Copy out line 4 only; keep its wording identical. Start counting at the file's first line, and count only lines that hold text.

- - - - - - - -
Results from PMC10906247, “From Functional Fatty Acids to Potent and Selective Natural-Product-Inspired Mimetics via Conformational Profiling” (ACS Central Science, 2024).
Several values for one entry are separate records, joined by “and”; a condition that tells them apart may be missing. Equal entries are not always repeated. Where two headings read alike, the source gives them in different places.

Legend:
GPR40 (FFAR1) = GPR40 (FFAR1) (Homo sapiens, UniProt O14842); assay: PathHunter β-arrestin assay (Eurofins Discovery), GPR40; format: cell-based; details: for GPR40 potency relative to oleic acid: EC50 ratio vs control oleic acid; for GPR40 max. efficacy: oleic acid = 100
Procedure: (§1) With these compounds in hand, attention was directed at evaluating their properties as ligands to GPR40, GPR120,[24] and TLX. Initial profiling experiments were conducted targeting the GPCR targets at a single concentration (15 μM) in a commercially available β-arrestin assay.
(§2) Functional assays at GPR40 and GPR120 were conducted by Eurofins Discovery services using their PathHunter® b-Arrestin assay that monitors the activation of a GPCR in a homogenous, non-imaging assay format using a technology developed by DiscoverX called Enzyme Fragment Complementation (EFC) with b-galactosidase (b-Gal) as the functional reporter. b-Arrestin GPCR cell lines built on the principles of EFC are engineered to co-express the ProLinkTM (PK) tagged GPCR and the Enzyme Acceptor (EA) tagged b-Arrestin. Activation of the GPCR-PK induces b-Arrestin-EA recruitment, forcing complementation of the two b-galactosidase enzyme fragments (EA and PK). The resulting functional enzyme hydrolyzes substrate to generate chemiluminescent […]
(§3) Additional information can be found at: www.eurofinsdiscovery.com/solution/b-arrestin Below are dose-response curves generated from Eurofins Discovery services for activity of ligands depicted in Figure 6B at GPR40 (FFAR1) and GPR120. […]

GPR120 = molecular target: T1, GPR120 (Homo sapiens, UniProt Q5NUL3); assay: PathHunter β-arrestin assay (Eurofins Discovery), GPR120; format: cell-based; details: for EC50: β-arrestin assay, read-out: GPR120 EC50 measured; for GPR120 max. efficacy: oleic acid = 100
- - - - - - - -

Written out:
GPR40 (FFAR1) = GPR40 (FFAR1) (Homo sapiens, UniProt O14842); assay: PathHunter β-arrestin assay (Eurofins Discovery), GPR40; format: cell-based; details: for GPR40 potency relative to oleic acid: EC50 ratio vs control oleic acid; for GPR40 max. efficacy: oleic acid = 100